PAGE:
Higher Order Risk Preferences: Novel Method, New Measures, Determinants and Field Behavior

Animated Graph Showing the Number of Regressions where Risk Aversion is a Significant Explanatory Variable of Field Behavior - With and without Accounting for Higher Order Risk Preferences.


We present and use a novel method to elicit and measure the intensities of higher order risk preferences (prudence and temperance) in an experiment with 658 adolescents. In line with theory, we find that higher order risk preferences are strongly related to adolescents’ field behavior, including prevention, health-related, and addictive behavior, involving amongst others excessive smartphone usage, or financial decision making. Most importantly, we illustrate how ignoring prudence and temperance might yield largely misleading conclusions about the relation of risk preferences to field behavior. Thus we can put previous work that ignored higher order risk preferences into an encompassing perspective.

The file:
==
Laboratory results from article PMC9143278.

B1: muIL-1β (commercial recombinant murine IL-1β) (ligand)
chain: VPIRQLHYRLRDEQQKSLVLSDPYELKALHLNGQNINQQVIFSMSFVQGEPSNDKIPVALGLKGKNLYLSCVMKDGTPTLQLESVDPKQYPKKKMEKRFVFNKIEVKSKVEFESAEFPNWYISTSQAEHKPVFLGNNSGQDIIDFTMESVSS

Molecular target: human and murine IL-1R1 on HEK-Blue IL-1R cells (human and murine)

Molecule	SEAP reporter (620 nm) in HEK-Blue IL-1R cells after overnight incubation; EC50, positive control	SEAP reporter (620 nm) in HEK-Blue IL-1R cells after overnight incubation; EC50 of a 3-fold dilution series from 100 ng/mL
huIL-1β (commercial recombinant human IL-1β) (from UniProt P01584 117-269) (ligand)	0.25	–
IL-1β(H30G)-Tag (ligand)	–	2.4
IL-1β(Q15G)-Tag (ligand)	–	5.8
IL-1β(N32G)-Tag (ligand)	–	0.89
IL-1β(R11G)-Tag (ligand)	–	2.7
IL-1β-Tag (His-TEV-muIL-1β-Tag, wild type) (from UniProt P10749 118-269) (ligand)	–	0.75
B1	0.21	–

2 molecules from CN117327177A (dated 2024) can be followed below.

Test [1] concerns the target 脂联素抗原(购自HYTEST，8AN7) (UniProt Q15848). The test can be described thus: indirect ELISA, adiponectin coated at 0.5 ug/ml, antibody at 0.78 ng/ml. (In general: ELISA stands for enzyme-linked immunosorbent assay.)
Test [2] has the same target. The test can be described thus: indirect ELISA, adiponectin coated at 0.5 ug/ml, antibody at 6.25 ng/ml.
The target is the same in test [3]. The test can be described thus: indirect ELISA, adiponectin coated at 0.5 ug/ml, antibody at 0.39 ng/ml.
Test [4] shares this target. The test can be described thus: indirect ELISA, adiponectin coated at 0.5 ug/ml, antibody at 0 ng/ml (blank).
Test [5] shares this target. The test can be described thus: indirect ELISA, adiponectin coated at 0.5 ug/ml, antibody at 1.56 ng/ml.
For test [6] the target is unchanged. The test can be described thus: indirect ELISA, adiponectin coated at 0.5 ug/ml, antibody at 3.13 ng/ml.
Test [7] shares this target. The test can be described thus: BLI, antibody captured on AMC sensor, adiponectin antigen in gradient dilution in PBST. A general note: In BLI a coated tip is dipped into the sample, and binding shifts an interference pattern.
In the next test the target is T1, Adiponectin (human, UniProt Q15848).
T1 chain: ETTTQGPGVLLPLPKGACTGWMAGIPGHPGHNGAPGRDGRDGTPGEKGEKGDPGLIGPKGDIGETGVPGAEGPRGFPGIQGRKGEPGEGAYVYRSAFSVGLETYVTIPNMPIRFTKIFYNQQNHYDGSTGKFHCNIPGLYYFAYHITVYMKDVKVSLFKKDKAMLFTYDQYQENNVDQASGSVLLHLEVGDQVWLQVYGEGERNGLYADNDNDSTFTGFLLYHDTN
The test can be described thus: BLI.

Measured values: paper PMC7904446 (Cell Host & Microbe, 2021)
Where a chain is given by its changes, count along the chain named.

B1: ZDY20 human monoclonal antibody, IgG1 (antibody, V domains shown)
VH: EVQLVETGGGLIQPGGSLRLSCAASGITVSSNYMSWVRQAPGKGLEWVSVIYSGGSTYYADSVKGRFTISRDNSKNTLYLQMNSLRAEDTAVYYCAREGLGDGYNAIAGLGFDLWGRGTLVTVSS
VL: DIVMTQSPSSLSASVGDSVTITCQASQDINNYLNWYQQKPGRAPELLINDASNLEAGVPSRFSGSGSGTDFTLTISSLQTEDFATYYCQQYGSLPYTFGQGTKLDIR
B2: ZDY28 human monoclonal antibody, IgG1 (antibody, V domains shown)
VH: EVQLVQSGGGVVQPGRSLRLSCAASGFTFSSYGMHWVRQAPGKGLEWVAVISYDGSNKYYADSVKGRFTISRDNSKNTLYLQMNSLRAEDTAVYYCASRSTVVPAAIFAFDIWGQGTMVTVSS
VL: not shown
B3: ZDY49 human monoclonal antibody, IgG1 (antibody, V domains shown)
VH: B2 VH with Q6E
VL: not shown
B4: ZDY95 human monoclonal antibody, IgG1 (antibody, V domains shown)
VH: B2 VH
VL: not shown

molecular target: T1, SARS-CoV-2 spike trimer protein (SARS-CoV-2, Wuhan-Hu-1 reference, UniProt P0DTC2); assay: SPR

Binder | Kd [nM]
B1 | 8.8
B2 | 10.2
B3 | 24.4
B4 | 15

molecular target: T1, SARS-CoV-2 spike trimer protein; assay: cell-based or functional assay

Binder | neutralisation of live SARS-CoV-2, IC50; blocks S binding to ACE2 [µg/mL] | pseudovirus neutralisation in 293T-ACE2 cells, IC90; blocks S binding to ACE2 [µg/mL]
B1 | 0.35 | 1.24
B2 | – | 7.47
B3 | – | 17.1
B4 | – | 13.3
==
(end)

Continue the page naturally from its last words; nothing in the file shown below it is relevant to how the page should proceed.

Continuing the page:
Discussion Papers of the Max Planck Institute for Research on Collective Goods, 2020/22. Revision requested by the American Economic Review